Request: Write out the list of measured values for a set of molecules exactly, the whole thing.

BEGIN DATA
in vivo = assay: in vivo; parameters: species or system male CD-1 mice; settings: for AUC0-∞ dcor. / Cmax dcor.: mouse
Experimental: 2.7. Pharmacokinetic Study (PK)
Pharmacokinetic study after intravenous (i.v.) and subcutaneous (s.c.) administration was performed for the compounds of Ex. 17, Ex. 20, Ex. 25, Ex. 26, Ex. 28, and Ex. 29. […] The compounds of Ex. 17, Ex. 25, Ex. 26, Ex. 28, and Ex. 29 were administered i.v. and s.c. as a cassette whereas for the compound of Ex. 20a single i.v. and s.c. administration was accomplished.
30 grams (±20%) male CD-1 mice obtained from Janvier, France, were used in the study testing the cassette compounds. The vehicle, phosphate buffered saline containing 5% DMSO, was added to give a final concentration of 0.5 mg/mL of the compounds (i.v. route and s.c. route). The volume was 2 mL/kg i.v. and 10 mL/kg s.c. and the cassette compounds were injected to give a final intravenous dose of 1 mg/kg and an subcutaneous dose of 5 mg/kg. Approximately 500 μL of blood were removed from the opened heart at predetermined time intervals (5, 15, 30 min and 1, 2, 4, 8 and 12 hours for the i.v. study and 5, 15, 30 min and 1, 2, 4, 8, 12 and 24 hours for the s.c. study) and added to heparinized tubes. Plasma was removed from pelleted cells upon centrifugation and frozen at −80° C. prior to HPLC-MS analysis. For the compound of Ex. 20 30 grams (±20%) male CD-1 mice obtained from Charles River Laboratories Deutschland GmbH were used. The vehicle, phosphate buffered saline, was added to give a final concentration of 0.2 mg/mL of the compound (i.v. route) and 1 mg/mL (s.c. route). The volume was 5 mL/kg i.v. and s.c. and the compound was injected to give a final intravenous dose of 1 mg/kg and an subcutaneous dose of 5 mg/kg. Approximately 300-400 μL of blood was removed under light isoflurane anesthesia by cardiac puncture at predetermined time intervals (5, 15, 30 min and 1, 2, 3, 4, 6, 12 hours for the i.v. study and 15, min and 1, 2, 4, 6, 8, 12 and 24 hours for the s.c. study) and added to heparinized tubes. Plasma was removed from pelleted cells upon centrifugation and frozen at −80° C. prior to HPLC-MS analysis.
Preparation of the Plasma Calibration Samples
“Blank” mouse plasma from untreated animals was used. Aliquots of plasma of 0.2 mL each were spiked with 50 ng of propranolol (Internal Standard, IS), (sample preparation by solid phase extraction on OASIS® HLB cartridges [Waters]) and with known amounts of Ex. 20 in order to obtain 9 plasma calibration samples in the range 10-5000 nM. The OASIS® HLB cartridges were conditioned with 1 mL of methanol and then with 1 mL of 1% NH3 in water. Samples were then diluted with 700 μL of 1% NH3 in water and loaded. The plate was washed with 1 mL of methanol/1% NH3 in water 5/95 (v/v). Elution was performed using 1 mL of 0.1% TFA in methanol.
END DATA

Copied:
in vivo = assay: in vivo; parameters: species or system male CD-1 mice; settings: for AUC0-∞ dcor. / Cmax dcor.: mouse
Experimental: 2.7. Pharmacokinetic Study (PK)
Pharmacokinetic study after intravenous (i.v.) and subcutaneous (s.c.) administration was performed for the compounds of Ex. 17, Ex. 20, Ex. 25, Ex. 26, Ex. 28, and Ex. 29. […] The compounds of Ex. 17, Ex. 25, Ex. 26, Ex. 28, and Ex. 29 were administered i.v. and s.c. as a cassette whereas for the compound of Ex. 20a single i.v. and s.c. administration was accomplished.
30 grams (±20%) male CD-1 mice obtained from Janvier, France, were used in the study testing the cassette compounds. The vehicle, phosphate buffered saline containing 5% DMSO, was added to give a final concentration of 0.5 mg/mL of the compounds (i.v. route and s.c. route). The volume was 2 mL/kg i.v. and 10 mL/kg s.c. and the cassette compounds were injected to give a final intravenous dose of 1 mg/kg and an subcutaneous dose of 5 mg/kg. Approximately 500 μL of blood were removed from the opened heart at predetermined time intervals (5, 15, 30 min and 1, 2, 4, 8 and 12 hours for the i.v. study and 5, 15, 30 min and 1, 2, 4, 8, 12 and 24 hours for the s.c. study) and added to heparinized tubes. Plasma was removed from pelleted cells upon centrifugation and frozen at −80° C. prior to HPLC-MS analysis. For the compound of Ex. 20 30 grams (±20%) male CD-1 mice obtained from Charles River Laboratories Deutschland GmbH were used. The vehicle, phosphate buffered saline, was added to give a final concentration of 0.2 mg/mL of the compound (i.v. route) and 1 mg/mL (s.c. route). The volume was 5 mL/kg i.v. and s.c. and the compound was injected to give a final intravenous dose of 1 mg/kg and an subcutaneous dose of 5 mg/kg. Approximately 300-400 μL of blood was removed under light isoflurane anesthesia by cardiac puncture at predetermined time intervals (5, 15, 30 min and 1, 2, 3, 4, 6, 12 hours for the i.v. study and 15, min and 1, 2, 4, 6, 8, 12 and 24 hours for the s.c. study) and added to heparinized tubes. Plasma was removed from pelleted cells upon centrifugation and frozen at −80° C. prior to HPLC-MS analysis.
Preparation of the Plasma Calibration Samples
“Blank” mouse plasma from untreated animals was used. Aliquots of plasma of 0.2 mL each were spiked with 50 ng of propranolol (Internal Standard, IS), (sample preparation by solid phase extraction on OASIS® HLB cartridges [Waters]) and with known amounts of Ex. 20 in order to obtain 9 plasma calibration samples in the range 10-5000 nM. The OASIS® HLB cartridges were conditioned with 1 mL of methanol and then with 1 mL of 1% NH3 in water. Samples were then diluted with 700 μL of 1% NH3 in water and loaded. The plate was washed with 1 mL of methanol/1% NH3 in water 5/95 (v/v). Elution was performed using 1 mL of 0.1% TFA in methanol.